Bill Tompkins is probably the best of all Peddie tennis players. Entering the school-wide tournament in the fall of 1950 as a new boy, he was small, even for a freshman. Yet he quickly demolished all competition and - to everyone’s surprise - won the tournament. In the spring he quickly advanced to first man, beating out seniors twice his size.
A four-year fixture at number one, Bill seldom lost. He won the state championship his junior and senior years. Starring in singles and doubles, he made Peddie hard to beat. It was said that his play was unpredictable and his serve nearly impossible to return.
Classmate Palmer McGrew recalls, “Upon meeting him, most opponents expected that the ladder had been stacked so they were actually facing the bottom man instead of the top. Then they found they couldn’t hit his serve but he could return theirs. Very soon they “slunk” off the court, hoping no one had seen their quick defeat. Usually no one had. If you didn’t see Bill play, you wouldn’t know he was even on the team. He never talked about his success.”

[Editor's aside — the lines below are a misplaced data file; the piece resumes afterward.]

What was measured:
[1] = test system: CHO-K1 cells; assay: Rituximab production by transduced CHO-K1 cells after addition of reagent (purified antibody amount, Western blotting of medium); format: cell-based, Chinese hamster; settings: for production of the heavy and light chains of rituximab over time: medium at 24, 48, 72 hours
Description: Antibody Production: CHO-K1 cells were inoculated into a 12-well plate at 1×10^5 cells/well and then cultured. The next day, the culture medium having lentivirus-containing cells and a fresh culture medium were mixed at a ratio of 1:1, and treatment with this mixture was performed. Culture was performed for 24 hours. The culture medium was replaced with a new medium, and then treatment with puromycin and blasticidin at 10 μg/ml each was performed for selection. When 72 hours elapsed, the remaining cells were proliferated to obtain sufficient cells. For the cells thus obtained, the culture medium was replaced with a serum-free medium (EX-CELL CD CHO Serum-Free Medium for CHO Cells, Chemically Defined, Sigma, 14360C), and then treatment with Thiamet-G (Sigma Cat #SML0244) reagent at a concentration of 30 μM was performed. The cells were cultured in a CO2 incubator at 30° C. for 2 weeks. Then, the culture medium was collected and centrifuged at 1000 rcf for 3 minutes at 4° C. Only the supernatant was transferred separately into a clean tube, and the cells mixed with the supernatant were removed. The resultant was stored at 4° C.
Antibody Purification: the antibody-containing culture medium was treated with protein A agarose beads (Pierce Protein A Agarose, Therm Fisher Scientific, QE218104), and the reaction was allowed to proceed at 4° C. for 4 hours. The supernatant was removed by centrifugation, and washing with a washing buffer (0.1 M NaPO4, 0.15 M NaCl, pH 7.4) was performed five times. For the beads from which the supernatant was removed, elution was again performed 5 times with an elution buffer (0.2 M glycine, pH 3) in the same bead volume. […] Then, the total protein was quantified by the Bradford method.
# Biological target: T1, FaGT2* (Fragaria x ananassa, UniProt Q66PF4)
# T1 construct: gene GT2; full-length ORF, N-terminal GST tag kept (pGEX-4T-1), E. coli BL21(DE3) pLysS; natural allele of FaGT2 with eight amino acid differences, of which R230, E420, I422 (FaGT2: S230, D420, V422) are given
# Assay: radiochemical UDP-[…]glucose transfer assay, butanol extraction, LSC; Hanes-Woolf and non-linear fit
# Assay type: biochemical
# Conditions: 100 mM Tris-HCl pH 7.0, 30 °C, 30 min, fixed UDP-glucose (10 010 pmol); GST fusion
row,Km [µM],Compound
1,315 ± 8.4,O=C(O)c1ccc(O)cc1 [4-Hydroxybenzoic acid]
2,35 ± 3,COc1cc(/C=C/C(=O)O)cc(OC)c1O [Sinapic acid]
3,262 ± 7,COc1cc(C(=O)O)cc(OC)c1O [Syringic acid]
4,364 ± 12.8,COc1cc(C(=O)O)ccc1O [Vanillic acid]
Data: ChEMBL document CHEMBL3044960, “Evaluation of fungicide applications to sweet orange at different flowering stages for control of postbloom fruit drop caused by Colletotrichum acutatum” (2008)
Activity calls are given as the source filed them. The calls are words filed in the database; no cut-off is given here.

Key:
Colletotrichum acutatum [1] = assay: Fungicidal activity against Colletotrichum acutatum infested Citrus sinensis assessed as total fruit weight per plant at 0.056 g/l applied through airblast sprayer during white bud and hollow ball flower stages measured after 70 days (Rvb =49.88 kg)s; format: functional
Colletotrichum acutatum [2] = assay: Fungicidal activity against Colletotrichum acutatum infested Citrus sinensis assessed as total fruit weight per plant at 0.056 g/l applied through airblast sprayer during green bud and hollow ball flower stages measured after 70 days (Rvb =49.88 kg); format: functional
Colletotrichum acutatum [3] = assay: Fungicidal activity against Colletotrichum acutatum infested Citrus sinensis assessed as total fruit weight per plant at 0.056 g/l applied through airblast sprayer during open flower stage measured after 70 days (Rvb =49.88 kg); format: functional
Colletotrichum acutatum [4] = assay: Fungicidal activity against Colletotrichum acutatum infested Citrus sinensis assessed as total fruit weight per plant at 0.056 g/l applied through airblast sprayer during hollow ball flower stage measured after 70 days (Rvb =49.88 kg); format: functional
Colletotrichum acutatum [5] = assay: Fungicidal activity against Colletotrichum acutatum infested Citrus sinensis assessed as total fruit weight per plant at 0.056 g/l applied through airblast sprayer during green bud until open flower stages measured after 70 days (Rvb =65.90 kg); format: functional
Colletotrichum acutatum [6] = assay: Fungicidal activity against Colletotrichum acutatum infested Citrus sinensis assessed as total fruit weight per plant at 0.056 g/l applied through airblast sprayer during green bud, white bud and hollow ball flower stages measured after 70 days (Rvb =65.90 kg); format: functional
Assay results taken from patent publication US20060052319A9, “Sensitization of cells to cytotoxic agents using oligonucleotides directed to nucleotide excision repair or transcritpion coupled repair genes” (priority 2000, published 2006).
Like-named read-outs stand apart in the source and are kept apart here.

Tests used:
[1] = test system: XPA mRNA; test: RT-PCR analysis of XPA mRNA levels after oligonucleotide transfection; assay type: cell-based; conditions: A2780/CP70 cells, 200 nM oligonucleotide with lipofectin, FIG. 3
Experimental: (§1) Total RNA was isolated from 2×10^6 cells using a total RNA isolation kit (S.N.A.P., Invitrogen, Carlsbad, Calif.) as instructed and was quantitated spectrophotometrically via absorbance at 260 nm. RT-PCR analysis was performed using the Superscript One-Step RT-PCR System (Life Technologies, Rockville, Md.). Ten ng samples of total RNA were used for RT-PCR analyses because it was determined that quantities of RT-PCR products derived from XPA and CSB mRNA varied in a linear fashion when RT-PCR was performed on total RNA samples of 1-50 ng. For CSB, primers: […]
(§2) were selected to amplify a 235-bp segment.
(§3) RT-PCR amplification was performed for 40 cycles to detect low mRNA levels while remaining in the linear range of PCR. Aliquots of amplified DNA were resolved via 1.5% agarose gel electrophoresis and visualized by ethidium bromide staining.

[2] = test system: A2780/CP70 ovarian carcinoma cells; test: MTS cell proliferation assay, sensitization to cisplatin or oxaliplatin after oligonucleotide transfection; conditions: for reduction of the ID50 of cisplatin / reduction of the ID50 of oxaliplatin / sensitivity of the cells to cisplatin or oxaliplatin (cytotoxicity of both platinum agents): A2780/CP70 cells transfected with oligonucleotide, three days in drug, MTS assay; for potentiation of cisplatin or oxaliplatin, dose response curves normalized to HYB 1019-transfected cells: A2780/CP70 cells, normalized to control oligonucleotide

Upon graduating, Bill felt that he needed time to mature before college and enlisted in the Navy. Home on leave in 1957, he was killed in an automobile accident.
A fine person and tennis phenomenon, Bill simply died too early. But he lives on in the hearts of his classmates as an extraordinary athlete whose record marks him as one of Peddie’s brightest and best ever.